The Future of Democracy in Canada: A Personal Journey
Part VIII: The Erosion of Rights in the Name of Security
Here’s brief recap of the scene so far: Our democratic institutions are in trouble. Canada itself, along with every other nation in the world, is facing multiple crises which will impact the lives of each and every one of us. These crises consist of but are not limited to: the crisis in climate change; Peak Oil and the end of inexpensive energy, which will bring with it the inevitable shortage in food. As a result of these crises, our economy will not enter a period of sustained recovery. Our government and media are aware of this, yet they are not engaging you and I in a discussion about what this might mean for our future. I suggest that this is irresponsible in the extreme, but I believe that my own position is compromised by the fact that many Canadians want to remain disengaged from having that sort of conversation as well.
Yes, our governments are aware that we’re in peril. We in North America are going to be particularly at risk in the near future, as we have been the biggest energy gluttons and greenhouse gas emitters around. We have structured the very fabric of our society around the notion of cheap energy and damn the pollution! In North America, the suburban car-culture remains king, even though it is completely unsustainable. Largely, this hasn’t been an issue for several generations now, as our economy has always gone up, Up, UP, and we’ve come to expect that our quality of life will continue to increase as a result. In fact, somewhere along the line, this expectation in "progress" has morphed into an entitlement.
Which is completely in opposition to the reality of the world we live in. Our world consists of a finite set of resources. Expansion can not occur indefinitely. As far as fossil energy resources go, we may now be at the peak of oil production and can expect less oil to be pumped out of the ground every year to fuel our economy, even though demand for that resource will continue to increase. As far as replacement resources go, there are none which are viable, none which are an acceptable substitute for oil.
That means our way of life is not sustainable. That means our lifestyles are going to have to change whether we want them to or not.
Our governments in North America know this, yet we don’t seem to be taking any action to start those changes a-rolling. Instead, we appear to be clinging to the delusion that tomorrow will be like today...only better! And it really is a delusion. Without enough food to go around, I don’t see how we can consider that an improvement over the status quo.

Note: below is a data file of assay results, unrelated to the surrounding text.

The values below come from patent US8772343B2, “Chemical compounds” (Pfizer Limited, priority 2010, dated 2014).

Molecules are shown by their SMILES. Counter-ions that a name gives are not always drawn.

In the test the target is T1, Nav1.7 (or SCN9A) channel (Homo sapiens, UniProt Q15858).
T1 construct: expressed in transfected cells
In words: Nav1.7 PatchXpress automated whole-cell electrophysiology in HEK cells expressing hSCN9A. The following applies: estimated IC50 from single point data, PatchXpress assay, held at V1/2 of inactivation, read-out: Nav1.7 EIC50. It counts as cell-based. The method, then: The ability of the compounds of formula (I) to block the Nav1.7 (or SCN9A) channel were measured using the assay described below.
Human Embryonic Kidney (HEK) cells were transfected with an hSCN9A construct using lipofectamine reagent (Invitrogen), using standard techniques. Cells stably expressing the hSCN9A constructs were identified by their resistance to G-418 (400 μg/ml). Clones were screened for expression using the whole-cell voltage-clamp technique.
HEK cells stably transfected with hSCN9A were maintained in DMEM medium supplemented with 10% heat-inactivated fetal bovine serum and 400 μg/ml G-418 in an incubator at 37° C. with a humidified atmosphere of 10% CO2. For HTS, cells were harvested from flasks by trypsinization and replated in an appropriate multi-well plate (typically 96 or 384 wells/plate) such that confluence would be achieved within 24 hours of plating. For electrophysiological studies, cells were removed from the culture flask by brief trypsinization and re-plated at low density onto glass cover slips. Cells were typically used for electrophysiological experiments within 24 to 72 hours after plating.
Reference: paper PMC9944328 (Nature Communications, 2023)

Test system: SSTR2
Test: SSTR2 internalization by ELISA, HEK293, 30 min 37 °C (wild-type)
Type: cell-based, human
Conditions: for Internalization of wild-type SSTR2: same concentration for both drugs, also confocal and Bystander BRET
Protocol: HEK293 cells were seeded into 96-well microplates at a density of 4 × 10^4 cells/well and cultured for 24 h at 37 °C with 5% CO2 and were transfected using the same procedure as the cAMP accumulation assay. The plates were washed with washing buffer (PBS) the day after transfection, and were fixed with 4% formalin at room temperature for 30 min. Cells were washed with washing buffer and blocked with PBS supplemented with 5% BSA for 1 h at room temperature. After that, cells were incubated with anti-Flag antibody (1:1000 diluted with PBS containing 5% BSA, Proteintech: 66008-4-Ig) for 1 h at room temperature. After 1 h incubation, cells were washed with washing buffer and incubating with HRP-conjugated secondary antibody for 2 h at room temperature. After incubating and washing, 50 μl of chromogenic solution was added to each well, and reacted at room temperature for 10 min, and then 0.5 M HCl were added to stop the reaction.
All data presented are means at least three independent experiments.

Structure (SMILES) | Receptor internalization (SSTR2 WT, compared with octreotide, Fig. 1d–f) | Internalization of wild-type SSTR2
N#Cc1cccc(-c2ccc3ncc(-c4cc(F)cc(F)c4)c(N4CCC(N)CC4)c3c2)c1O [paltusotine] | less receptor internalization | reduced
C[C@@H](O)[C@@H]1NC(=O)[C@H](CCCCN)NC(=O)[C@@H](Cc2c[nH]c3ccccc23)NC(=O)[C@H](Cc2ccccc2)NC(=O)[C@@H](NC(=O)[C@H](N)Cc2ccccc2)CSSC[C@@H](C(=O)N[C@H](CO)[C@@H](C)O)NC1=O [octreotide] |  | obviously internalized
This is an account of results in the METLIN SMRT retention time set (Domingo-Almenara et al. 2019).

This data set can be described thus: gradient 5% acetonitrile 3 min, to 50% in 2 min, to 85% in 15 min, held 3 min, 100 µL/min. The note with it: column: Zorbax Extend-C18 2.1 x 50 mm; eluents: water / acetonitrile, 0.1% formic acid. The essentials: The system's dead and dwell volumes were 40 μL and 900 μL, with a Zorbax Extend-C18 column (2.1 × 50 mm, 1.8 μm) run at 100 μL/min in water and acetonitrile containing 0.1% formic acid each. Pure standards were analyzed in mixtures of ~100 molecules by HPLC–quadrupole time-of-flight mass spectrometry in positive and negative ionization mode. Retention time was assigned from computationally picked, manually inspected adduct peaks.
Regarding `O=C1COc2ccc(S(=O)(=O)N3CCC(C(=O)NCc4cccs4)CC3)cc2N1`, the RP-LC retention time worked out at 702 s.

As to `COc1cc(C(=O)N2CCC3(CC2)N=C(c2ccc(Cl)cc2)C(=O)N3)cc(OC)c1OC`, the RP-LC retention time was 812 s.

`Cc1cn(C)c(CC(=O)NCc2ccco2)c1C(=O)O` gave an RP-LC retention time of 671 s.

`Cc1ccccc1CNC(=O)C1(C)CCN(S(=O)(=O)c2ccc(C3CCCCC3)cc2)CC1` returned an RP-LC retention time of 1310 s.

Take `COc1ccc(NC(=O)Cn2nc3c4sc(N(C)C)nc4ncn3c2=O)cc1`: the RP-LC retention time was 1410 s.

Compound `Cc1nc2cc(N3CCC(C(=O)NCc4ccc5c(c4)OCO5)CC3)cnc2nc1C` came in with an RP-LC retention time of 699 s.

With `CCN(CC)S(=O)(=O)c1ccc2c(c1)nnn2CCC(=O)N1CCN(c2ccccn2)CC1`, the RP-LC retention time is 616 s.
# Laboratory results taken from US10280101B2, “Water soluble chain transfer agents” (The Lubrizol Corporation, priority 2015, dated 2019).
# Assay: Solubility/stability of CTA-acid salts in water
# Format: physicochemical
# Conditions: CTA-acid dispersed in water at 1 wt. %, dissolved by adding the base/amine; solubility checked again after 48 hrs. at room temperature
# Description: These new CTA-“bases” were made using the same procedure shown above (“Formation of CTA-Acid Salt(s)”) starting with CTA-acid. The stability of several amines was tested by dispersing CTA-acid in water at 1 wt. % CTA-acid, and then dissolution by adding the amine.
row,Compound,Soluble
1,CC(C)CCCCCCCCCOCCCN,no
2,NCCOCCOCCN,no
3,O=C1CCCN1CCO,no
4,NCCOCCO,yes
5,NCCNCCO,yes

We are globally moving into the Post Expansion Age, whether we here in North America acknowledge this or not.
Let’s do a little mental exercise. You’re the leader of a society which relies on a particular resource, call it oil. Your whole society is structured in such a way that people need to travel significant distances between home, work, and recreation. You’ve not invested in public transit, and instead you’ve done everything in your power to make personal vehicles available to the masses (including the injection of so-called stimulus funding into failing auto companies). You’ve convinced the populace that this is the best way to live, and they largely have bought-in over several generations. The price of oil has remained relatively inexpensive. Your populace has embraced the concept of single-family suburban home ownership, and has invested heavily in property.
Now, there is increased competition for oil from other nations, driving the price of oil upwards. Just as this is happening, no new oil production is coming on-stream to replace depleted fields. You’ve used up the vast majority of oil in your own nation, and are reliant on imports from territories which you do not control. As a result, the ability to price this resource has been taken away from you. If the price ends up going up too high, you know full well that your populace is going to start going bankrupt: jobs which depend on oil will be lost; mortgages will go into default as property values plummet because people are trying to unload their homes on the urban fringes because it’s too costly to travel. Stagflation will occur, and millions may end up homeless. All the while, the price of oil continues to rise. People want to throw you and your Party out of office, and maybe replace you with a group which might have a different idea of how to run things, maybe starting with the capitalist system itself, or taking a different look at land tenure.
What do you do to head this situation off? Well, you can take a couple of approaches. Perhaps you might want to consider investing in the sort of infrastructure that your populace is actually going to need in the future. Forget about highways for personal vehicles which a decreasing number of people will be able to afford to drive on. Maybe public transit is a better option. Certainly you’ve got to figure out what you’re going to use as a substitute for oil. Coal maybe? Renewables such as wind or solar power? How about nuclear? Natural gas isn’t going to last. Hydro might be ok. But nothing seems to be a great fit, especially for the agricultural community. Damn. The whole society is structured in such a way that it’s going to be very difficult to start turning the ship around, even though you will be tempted to try, incrementally. But don’t try too hard, because your citizens, who have come to feel entitled to this way of life, will start to complain very loudly when you tell them that the party is over. Maybe you would have to devise new laws to shut these people up, despite their democratic right to complain, so that you can implement aspects of your program.